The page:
By Tatjana Bozhinovski
Last month, I wrote quite a bit about my experience of working with students from dozens of countries around the world. I shared good stories and bad, happy moments and sad, challenges and accomplishments. This past month, due to certain actions of our country’s administration, I couldn’t help but think of my students I had that are DACA recipients. I thought of Maria among many others, a young girl, who I thought has a very bright future. Though it’s been almost 10 years since she was in the same school where I worked, we kept in touch and I have followed her challenges, ups and downs and everything that life has thrown her way. She agreed to talk to me a couple of weeks ago to share her story and tell me what she could.
I am not going to use Maria’s last name, nor her picture due to the circumstances, but her story is worth telling. She came to the USA in January of 2006 with her mom and two brothers. She was 12 years old and was the oldest sibling. They were faced with many challenges on their way here, but she chose not to share details with me at this time about that journey. The four of them stayed in Virginia for a week. They had heard that Columbus, Ohio was a better place for them. They had better opportunities as new arrivals. I asked her what she remembers about her first day of school here and the first year. “I remember not being able to speak any English”, she said, “but I was glad to see other students who came from other countries. We couldn’t speak the same language, but we could still communicate and laugh. I was happy to be learning English in my first year and be attending school. When we had school breaks, I would be sad because I wasn’t in school”.
I didn’t have Maria in any of my classes. I had her younger brother who loved soccer and was picked to be on the school’s soccer team. I knew Maria from seeing her in the halls, in the lunchroom, in the auditorium. Everyone knew Maria. She was this bright eyed girl that always smiled and was nice to everyone. She had many friends and helped others. She always talked to teachers and other adults in the school about her plans and her future. She told me that many of the teachers told her that she will probably not be able to attend college due to her status. Initially, she became disinterested in college because that seemed impossible for her to achieve. But, she also said, “I never fully gave up on going to college because education was always something I wanted to attain. I was encouraged by other undocumented students around the country…Gabby Pacheco is an immigrant activist who walked from Florida to Washington, D.C. with a group of undocumented students. She gave me hope! I, other DREAMers, and allies in our community began organizing for educational attainment in Ohio. Even after DACA was created, I still had major hurdles to get to college, first at CSCC and then once I was able to transfer to OSU. In both organizations, there was significant push back to aiding or working with undocumented or DACA students”.
““Immigration has constantly been a political football in the US for both parties. However”, she said, “DACA doesn’t define us as human beings! Migration should not define any person”
Despite the many barriers, Maria did receive her Bachelor of Arts and Science from the Ohio State University this year, focusing in Geography and Anthropology. Thankfully, some of her mentors convinced her to continue her studies. She is currently attending Miami University in Oxford, studying Geography.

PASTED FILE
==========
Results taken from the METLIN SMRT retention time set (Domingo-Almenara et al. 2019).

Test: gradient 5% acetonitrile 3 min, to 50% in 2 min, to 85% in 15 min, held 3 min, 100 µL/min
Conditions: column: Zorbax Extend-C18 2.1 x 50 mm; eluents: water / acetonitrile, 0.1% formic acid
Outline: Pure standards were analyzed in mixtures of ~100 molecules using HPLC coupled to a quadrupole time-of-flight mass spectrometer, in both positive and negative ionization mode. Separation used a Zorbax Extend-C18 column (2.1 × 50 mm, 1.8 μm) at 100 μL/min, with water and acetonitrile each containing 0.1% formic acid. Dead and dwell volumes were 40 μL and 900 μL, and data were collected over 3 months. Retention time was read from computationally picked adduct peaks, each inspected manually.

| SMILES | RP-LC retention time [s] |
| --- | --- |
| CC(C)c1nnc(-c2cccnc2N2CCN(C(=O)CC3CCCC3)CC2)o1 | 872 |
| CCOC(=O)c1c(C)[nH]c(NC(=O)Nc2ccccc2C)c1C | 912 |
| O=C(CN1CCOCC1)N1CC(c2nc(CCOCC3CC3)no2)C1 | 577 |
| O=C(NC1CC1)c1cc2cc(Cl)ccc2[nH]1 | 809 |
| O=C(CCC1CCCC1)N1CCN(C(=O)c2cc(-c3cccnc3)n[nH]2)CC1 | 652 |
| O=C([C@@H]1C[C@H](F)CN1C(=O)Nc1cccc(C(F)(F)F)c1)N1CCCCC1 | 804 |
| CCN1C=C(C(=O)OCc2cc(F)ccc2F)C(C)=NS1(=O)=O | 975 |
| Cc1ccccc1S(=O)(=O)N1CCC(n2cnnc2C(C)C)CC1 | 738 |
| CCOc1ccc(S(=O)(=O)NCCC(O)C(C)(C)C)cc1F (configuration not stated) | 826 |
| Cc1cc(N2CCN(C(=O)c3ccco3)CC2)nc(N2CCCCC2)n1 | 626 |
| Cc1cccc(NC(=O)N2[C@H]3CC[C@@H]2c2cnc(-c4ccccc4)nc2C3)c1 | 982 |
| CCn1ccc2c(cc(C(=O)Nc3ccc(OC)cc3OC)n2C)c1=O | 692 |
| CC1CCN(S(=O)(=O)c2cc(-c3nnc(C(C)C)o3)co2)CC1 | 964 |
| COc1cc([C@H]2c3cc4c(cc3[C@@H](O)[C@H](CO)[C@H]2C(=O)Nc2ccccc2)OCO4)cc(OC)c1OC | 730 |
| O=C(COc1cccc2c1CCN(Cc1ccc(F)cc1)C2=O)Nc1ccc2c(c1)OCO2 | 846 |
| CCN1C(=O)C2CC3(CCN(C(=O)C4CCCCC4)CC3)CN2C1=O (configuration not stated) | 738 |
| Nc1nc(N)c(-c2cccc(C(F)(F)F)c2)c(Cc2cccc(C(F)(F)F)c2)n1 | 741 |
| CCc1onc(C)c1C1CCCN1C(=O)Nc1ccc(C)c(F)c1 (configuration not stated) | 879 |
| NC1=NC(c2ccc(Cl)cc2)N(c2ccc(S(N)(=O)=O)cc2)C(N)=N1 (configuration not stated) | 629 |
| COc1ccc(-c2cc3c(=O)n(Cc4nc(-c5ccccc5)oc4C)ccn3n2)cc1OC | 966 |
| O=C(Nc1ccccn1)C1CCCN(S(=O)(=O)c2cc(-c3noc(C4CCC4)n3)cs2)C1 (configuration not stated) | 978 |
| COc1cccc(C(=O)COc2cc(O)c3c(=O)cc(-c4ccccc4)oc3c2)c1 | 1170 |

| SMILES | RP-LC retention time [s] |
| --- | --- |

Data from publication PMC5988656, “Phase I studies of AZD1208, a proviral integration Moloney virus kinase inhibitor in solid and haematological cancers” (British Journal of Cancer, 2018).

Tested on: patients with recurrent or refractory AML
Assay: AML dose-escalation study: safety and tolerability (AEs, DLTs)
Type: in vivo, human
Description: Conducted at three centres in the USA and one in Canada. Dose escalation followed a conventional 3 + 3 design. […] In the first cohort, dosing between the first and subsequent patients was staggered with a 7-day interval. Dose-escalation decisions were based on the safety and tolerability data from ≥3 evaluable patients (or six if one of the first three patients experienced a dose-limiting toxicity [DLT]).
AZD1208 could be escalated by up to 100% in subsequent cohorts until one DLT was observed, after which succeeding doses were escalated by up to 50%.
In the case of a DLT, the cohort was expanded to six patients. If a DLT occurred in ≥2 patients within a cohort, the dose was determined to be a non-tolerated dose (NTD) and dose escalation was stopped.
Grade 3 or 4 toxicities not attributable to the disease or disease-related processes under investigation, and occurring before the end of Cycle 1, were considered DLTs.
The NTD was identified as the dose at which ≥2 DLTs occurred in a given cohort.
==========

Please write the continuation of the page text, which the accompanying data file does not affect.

I couldn’t help but ask about her family. I wanted to know how Nestor is doing. Did he go to college? Does he still play soccer? She has another younger brother and her mother had baby girl that should be in elementary school by now. But, because of the current political situation concerning DACA, she did not feel safe sharing any information. She only added that her mother has been a great support to her, acting as mother and father in their household. She also added: “I am the oldest of my siblings and feel an intense drive to continue being a role model for them”.
As for the DACA program, and her opinion about the changes President Trump has proposed, Maria had a lot to say. She said she was not surprised with the new Trump administration’s decision, but feels it is pretty painful because many of her fellow undocumented students and workers had gotten the chance to live a life outside the shadows for a little while after the program was implemented, and now they have so much to worry about again. “Immigration has constantly been a political football in the US for both parties. However”, she said, “DACA doesn’t define us as human beings! Migration should not define any person. I can say by experience that if we fight for something as hard as we did for DACA, we can fight for our collective rights in the future. I will continue with my graduate education with the full support of my family and my community. I will continue to fight for all immigrants. There is a false narrative of “good” and “bad” immigrants that I want to dismiss as divisive. No human being is illegal!”
“No human being is illegal”. I don’t think that there is much more to add to that, so I will leave this as the conclusion. I thank Maria from the bottom of my heart for agreeing to talk to me on this subject. The beautiful young girls I knew, with brown eyes and a big smile on her face, grew up to be a wonderful young woman with great dreams for her future, and I wish her nothing but the best.
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